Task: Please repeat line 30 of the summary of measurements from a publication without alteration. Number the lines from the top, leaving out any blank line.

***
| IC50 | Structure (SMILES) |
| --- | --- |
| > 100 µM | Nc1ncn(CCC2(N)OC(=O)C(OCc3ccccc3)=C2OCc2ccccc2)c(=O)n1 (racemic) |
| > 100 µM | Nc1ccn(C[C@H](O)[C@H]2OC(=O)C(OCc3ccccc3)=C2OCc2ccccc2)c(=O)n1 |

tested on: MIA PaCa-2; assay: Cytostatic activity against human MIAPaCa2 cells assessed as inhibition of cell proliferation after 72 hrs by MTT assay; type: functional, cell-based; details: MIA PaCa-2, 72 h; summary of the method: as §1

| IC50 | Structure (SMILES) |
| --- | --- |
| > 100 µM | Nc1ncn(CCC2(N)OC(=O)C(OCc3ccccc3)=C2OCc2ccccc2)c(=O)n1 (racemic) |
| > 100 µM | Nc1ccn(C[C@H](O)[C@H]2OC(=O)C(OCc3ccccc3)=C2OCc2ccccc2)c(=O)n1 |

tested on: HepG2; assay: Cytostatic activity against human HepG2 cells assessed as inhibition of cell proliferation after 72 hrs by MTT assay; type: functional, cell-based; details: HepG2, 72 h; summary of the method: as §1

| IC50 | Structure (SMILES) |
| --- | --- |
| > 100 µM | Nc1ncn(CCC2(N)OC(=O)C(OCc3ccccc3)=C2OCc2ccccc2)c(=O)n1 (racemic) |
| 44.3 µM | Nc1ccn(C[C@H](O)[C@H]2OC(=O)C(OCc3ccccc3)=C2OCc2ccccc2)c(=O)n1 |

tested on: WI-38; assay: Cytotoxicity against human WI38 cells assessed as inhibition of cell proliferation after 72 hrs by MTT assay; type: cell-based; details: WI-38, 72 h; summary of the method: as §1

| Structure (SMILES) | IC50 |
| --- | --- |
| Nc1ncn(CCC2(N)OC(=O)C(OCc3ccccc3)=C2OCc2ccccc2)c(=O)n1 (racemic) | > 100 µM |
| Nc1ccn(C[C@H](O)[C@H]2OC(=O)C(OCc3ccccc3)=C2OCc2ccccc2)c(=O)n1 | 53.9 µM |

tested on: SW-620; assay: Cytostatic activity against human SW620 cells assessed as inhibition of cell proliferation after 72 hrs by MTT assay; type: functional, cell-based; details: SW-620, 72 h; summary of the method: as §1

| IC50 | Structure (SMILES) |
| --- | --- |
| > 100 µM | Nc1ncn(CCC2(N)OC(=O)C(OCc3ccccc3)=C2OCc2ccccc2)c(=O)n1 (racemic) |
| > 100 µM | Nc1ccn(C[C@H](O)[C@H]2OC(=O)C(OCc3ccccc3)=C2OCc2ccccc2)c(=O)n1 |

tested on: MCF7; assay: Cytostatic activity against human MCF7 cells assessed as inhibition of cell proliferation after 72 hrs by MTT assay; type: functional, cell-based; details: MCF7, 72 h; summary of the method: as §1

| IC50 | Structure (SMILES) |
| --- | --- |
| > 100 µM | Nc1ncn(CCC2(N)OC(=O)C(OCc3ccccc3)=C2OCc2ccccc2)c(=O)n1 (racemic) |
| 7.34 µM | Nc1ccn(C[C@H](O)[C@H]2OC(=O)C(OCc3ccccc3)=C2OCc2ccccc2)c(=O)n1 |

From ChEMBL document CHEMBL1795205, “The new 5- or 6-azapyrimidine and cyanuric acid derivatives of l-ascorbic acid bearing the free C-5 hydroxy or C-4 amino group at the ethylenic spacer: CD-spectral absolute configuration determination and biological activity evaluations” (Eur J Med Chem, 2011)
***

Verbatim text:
From ChEMBL document CHEMBL1795205, “The new 5- or 6-azapyrimidine and cyanuric acid derivatives of l-ascorbic acid bearing the free C-5 hydroxy or C-4 amino group at the ethylenic spacer: CD-spectral absolute configuration determination and biological activity evaluations” (Eur J Med Chem, 2011)